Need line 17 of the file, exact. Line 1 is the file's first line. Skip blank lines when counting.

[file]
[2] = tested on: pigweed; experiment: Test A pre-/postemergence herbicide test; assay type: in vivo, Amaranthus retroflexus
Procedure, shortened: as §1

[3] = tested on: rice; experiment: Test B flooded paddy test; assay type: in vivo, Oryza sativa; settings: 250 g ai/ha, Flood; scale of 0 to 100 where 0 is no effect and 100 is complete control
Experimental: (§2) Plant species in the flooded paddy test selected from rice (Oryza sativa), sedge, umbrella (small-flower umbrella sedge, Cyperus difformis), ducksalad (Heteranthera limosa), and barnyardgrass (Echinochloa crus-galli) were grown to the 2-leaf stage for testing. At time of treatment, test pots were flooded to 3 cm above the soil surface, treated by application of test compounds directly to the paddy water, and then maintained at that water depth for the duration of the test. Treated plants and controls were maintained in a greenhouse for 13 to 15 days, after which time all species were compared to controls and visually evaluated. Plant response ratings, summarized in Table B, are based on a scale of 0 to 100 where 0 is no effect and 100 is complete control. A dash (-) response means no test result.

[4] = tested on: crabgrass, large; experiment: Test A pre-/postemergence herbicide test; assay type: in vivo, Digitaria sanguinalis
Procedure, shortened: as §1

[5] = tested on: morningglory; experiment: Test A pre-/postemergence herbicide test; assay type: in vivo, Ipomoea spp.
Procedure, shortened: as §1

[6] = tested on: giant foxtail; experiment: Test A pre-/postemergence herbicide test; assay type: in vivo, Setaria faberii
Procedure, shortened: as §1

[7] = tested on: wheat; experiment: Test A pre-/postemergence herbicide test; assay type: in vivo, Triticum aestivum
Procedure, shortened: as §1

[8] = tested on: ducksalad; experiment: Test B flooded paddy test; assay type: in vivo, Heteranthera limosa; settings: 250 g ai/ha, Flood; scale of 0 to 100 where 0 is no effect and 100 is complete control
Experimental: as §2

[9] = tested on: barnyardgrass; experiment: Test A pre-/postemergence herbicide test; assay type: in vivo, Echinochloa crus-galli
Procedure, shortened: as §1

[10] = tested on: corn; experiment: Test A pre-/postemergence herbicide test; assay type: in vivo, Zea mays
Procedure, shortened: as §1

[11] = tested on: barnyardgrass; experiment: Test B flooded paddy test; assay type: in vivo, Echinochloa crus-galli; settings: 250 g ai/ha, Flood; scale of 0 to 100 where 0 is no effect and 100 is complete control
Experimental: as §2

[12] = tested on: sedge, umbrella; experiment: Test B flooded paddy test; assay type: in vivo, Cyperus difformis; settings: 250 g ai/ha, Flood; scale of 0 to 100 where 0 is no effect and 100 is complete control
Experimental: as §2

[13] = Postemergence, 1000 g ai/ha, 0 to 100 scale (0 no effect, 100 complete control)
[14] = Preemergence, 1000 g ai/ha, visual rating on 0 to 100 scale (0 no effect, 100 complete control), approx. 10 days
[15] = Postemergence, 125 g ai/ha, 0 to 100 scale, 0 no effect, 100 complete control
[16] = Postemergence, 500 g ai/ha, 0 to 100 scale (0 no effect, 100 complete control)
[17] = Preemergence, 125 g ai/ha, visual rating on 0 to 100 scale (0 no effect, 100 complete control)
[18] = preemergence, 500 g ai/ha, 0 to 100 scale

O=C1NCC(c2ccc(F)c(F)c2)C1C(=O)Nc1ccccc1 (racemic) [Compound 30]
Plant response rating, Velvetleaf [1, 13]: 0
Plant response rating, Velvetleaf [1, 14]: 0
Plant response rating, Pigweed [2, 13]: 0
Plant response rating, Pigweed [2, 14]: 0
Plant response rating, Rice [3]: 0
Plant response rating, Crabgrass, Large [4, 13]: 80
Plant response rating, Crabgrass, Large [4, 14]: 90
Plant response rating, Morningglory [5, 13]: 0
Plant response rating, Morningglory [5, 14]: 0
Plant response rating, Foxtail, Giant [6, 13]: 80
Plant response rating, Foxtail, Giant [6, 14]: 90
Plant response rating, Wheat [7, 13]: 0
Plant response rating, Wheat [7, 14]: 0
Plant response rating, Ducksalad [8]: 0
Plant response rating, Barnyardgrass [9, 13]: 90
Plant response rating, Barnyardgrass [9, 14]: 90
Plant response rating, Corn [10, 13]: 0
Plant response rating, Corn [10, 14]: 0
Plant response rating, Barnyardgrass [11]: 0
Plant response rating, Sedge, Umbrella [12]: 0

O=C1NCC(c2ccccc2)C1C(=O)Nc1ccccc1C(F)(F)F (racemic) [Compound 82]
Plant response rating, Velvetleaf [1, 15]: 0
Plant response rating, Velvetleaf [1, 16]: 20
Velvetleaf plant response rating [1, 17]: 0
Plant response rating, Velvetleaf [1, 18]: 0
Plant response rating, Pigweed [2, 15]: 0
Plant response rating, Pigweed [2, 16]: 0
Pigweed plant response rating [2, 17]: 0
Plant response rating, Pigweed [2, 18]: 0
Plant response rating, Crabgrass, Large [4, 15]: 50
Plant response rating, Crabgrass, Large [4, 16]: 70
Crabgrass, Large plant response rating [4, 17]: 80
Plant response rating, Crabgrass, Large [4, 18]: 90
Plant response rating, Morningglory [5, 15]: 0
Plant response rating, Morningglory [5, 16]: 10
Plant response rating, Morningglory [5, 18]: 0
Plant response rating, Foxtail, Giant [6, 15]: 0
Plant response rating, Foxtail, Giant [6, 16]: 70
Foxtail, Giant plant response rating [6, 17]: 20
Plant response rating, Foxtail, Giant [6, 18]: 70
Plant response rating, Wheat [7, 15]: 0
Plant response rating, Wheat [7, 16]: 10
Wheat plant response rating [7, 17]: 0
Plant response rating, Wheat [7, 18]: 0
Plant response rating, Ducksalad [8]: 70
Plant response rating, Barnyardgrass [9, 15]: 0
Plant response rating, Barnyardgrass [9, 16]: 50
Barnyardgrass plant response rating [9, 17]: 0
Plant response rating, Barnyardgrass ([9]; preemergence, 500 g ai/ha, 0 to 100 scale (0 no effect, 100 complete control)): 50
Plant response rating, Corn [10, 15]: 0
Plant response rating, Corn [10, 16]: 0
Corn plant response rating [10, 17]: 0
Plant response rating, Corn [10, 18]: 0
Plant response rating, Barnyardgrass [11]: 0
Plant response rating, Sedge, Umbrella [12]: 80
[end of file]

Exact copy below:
[10] = tested on: corn; experiment: Test A pre-/postemergence herbicide test; assay type: in vivo, Zea mays